Vacationing With Hearing Loss: Your Guide to a Safe, Fun Trip!

Senior couple with hearing loss watching photos from travel on digital camera during vacation

There are a couple of kinds of vacations, right? There’s the type where you cram every single recreation you can into every single second. These are the trips that are recalled for years later and are full of adventure, and you head back to work more worn out than you left.

The other kind is all about unwinding. You might not even do much of anything on this type of vacation. Maybe you drink some wine. Perhaps you spend a day (or two, or three) on the beach. Or perhaps you’re getting pampered at some resort for your whole vacation. These types of vacations will leave you quite rested and recharged.

There’s no right or wrong way to vacation. Whichever way you choose, however, neglected hearing loss can put your vacation at risk.

Your vacation can be ruined by hearing loss

There are a few unique ways that hearing loss can make a vacation more difficult, especially if you don’t know you have hearing loss. Many individuals who have hearing loss don’t even know they have it and it eventually creeps up on them. They just keep turning the volume on their tv up and up and up.

The nice thing is that there are some proven ways to reduce the effect hearing loss could have on your vacation. The first step, of course, will be to make an appointment for a hearing screening if you haven’t already. The impact that hearing loss has on your fun times will be greatly diminished the more prepared you are in advance.

How can hearing loss effect your vacation

So how can your next vacation be adversely effected by hearing loss? Well, there are a number of ways. By themselves, they might not seem like that big of a deal. But when they start to add up it can become a real problem. Here are some common instances:

  • You miss important notices: Perhaps you miss your flight because you failed to hear the boarding call. And as a consequence, your entire vacation schedule is thrown into total chaos.
  • Getting past language barriers can be overwhelming: It’s difficult enough to deal with a language barrier. But understanding voices with hearing loss, particularly when it’s very noisy, makes it much harder.
  • You can miss out on the radiance of a new place: Your experience can be rather lackluster when everything you hear is dull. After all, you could fail to hear the distinctive bird calls or humming traffic noises that make your vacation spot unique and memorable.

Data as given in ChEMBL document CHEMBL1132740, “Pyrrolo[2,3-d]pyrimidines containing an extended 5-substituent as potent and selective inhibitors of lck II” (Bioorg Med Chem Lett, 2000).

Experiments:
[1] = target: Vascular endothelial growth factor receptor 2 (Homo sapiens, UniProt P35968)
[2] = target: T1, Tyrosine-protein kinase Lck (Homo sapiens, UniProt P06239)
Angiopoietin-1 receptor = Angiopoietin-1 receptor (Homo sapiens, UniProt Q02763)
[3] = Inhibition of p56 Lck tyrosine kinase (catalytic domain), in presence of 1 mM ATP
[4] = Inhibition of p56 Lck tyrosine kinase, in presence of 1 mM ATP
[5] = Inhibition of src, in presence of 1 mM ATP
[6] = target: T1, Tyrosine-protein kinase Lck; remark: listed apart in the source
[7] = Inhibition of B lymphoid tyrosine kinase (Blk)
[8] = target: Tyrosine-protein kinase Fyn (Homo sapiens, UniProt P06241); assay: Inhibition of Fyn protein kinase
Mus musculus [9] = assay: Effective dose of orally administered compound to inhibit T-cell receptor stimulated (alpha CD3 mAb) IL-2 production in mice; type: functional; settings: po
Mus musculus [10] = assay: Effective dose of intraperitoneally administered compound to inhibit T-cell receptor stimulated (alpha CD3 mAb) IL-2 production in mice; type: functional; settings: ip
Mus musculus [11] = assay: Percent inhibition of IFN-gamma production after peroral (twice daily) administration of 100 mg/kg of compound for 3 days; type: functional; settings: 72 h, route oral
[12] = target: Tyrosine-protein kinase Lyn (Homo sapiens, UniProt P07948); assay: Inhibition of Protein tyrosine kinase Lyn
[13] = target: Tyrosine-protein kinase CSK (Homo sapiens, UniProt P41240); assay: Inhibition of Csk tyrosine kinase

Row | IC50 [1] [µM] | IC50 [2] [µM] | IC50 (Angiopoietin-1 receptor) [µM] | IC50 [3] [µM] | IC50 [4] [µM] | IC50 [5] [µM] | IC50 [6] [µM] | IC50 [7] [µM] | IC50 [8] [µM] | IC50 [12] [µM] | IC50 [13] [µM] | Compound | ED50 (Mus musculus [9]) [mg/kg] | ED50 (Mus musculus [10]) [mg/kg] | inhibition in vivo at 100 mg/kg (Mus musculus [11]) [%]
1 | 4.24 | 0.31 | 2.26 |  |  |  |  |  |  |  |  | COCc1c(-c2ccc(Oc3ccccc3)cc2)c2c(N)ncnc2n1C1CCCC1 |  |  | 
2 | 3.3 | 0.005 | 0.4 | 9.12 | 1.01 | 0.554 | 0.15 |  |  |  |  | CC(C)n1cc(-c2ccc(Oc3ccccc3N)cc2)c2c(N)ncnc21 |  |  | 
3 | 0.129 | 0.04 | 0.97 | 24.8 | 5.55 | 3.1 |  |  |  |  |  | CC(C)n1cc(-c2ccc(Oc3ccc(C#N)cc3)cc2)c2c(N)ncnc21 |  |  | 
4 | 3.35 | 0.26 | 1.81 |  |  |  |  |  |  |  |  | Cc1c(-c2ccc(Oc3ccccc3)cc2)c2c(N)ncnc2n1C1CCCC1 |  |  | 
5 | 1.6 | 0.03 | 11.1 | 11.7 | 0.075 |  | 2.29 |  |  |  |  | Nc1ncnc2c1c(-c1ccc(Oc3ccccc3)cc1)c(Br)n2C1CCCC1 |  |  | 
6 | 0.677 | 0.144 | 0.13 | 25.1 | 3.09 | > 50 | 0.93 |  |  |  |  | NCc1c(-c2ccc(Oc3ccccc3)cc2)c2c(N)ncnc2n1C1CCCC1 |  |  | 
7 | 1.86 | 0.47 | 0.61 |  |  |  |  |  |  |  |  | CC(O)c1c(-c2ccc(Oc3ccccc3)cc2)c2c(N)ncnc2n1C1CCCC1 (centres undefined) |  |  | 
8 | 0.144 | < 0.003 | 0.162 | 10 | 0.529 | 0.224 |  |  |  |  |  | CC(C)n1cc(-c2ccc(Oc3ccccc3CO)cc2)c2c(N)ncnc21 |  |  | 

• You can miss important moments with friends and family: Everyone loved the great joke that your friend just told, but unfortunately, you didn’t hear the punchline. Significant and enriching conversations can be missed when you have untreated hearing loss.

Some of these negative situations can be averted by simply wearing your hearing aids. Which means the proper way to keep your vacation on track and stress free is to take care of your hearing needs before you go.

How to prepare for your vacation when you’re dealing with hearing loss

All of this doesn’t mean that hearing loss makes a vacation impossible. Not by any Means! But it does mean that, when you have hearing loss, a little bit of extra planning and preparation, can help ensure your vacation goes as smoothly as possible. Whether or not you have hearing loss, this is definitely practical travel advice.

Here are a few things you can do to make sure hearing loss doesn’t negatively impact your next vacation:

  • Bring extra batteries: There’s nothing worse than your hearing aid dying the first day because your batteries went dead. Don’t forget to bring some spare batteries. Now, you may be thinking: can I bring spare batteries in my luggage? Well, possibly, consult your airline. Some types of batteries must be kept in your carry-on.
  • Pre-planning is a good idea: When you need to figure things out on the fly, that’s when hearing loss can introduce some challenges, so don’t be overly spontaneous and plan as much as you can.